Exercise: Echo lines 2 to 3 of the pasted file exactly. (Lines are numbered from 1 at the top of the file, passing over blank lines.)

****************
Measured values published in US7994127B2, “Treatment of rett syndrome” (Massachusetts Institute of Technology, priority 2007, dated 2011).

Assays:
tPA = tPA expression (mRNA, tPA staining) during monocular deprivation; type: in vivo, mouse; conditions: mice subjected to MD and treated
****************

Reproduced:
Assays:
tPA = tPA expression (mRNA, tPA staining) during monocular deprivation; type: in vivo, mouse; conditions: mice subjected to MD and treated